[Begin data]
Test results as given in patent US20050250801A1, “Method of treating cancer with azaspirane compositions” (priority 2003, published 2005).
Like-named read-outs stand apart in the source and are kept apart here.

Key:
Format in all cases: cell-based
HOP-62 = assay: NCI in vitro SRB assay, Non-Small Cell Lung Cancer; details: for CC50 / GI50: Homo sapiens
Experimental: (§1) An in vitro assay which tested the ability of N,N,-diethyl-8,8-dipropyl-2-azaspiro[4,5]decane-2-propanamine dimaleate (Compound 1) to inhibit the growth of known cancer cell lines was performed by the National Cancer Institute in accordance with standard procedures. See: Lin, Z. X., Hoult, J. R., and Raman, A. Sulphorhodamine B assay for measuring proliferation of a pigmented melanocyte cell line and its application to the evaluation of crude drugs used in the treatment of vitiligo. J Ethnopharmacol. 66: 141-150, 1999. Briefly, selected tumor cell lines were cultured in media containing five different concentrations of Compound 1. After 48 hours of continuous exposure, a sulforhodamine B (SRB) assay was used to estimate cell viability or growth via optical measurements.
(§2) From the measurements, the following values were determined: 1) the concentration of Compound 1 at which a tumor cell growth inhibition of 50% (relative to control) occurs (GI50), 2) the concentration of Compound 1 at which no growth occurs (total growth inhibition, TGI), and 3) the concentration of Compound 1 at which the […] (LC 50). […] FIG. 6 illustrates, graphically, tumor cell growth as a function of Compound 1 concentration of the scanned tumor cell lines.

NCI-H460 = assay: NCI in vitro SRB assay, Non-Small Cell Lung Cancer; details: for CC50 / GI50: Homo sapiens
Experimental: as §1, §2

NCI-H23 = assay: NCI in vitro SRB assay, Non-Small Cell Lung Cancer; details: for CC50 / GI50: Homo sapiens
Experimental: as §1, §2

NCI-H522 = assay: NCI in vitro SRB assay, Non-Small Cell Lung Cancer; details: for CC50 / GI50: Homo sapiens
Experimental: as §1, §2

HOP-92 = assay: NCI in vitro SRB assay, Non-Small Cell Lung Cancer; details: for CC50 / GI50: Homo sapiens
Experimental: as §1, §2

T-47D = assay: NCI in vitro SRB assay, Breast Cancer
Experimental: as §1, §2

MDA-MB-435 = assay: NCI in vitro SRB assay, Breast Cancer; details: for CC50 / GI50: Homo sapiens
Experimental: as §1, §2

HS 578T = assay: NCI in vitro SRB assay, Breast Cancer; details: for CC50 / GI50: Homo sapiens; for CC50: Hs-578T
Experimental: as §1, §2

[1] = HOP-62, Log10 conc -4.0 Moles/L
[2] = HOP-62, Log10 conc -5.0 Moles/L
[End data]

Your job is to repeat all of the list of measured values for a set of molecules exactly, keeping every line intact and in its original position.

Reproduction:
Test results as given in patent US20050250801A1, “Method of treating cancer with azaspirane compositions” (priority 2003, published 2005).
Like-named read-outs stand apart in the source and are kept apart here.

Key:
Format in all cases: cell-based
HOP-62 = assay: NCI in vitro SRB assay, Non-Small Cell Lung Cancer; details: for CC50 / GI50: Homo sapiens
Experimental: (§1) An in vitro assay which tested the ability of N,N,-diethyl-8,8-dipropyl-2-azaspiro[4,5]decane-2-propanamine dimaleate (Compound 1) to inhibit the growth of known cancer cell lines was performed by the National Cancer Institute in accordance with standard procedures. See: Lin, Z. X., Hoult, J. R., and Raman, A. Sulphorhodamine B assay for measuring proliferation of a pigmented melanocyte cell line and its application to the evaluation of crude drugs used in the treatment of vitiligo. J Ethnopharmacol. 66: 141-150, 1999. Briefly, selected tumor cell lines were cultured in media containing five different concentrations of Compound 1. After 48 hours of continuous exposure, a sulforhodamine B (SRB) assay was used to estimate cell viability or growth via optical measurements.
(§2) From the measurements, the following values were determined: 1) the concentration of Compound 1 at which a tumor cell growth inhibition of 50% (relative to control) occurs (GI50), 2) the concentration of Compound 1 at which no growth occurs (total growth inhibition, TGI), and 3) the concentration of Compound 1 at which the […] (LC 50). […] FIG. 6 illustrates, graphically, tumor cell growth as a function of Compound 1 concentration of the scanned tumor cell lines.

NCI-H460 = assay: NCI in vitro SRB assay, Non-Small Cell Lung Cancer; details: for CC50 / GI50: Homo sapiens
Experimental: as §1, §2

NCI-H23 = assay: NCI in vitro SRB assay, Non-Small Cell Lung Cancer; details: for CC50 / GI50: Homo sapiens
Experimental: as §1, §2

NCI-H522 = assay: NCI in vitro SRB assay, Non-Small Cell Lung Cancer; details: for CC50 / GI50: Homo sapiens
Experimental: as §1, §2

HOP-92 = assay: NCI in vitro SRB assay, Non-Small Cell Lung Cancer; details: for CC50 / GI50: Homo sapiens
Experimental: as §1, §2

T-47D = assay: NCI in vitro SRB assay, Breast Cancer
Experimental: as §1, §2

MDA-MB-435 = assay: NCI in vitro SRB assay, Breast Cancer; details: for CC50 / GI50: Homo sapiens
Experimental: as §1, §2

HS 578T = assay: NCI in vitro SRB assay, Breast Cancer; details: for CC50 / GI50: Homo sapiens; for CC50: Hs-578T
Experimental: as §1, §2

[1] = HOP-62, Log10 conc -4.0 Moles/L
[2] = HOP-62, Log10 conc -5.0 Moles/L